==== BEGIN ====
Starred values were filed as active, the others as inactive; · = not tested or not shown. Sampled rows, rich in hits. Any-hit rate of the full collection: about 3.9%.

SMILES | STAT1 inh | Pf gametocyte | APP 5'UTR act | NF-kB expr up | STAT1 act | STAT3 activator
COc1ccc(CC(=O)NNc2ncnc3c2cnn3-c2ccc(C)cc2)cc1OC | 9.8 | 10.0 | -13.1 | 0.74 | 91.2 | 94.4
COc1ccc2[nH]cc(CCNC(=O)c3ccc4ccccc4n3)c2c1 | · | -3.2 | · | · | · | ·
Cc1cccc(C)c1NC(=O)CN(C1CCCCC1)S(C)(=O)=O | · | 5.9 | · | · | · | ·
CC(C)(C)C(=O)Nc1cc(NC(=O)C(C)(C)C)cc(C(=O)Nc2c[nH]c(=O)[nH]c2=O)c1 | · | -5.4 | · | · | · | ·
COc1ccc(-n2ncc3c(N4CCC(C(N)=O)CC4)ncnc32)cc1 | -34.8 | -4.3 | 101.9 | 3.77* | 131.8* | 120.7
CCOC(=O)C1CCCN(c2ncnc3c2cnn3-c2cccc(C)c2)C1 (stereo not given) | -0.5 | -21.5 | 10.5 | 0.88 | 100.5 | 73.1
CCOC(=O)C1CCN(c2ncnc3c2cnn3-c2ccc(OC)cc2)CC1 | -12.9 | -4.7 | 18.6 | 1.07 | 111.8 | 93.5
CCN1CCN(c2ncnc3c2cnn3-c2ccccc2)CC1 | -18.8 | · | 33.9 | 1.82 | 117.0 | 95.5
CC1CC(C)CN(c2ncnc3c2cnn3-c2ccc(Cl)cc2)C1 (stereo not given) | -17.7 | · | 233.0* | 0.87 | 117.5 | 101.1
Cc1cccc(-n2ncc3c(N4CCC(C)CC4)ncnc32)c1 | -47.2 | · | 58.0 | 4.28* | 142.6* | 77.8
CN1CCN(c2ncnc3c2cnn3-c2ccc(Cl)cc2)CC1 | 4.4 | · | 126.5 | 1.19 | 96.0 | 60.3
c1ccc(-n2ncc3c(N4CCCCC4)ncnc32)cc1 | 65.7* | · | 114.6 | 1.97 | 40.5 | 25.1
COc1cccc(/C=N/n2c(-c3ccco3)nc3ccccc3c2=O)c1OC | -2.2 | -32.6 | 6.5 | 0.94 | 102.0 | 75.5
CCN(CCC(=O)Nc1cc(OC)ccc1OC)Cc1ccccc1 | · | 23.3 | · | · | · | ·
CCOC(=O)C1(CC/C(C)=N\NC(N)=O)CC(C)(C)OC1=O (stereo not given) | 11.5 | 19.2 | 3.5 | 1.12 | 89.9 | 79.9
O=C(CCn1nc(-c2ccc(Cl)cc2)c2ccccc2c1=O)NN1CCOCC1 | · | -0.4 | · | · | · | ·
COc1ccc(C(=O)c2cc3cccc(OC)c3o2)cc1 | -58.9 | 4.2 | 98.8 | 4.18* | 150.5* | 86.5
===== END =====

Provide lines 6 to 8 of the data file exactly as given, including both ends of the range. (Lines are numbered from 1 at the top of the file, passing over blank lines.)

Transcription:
CC(C)(C)C(=O)Nc1cc(NC(=O)C(C)(C)C)cc(C(=O)Nc2c[nH]c(=O)[nH]c2=O)c1 | · | -5.4 | · | · | · | ·
COc1ccc(-n2ncc3c(N4CCC(C(N)=O)CC4)ncnc32)cc1 | -34.8 | -4.3 | 101.9 | 3.77* | 131.8* | 120.7
CCOC(=O)C1CCCN(c2ncnc3c2cnn3-c2cccc(C)c2)C1 (stereo not given) | -0.5 | -21.5 | 10.5 | 0.88 | 100.5 | 73.1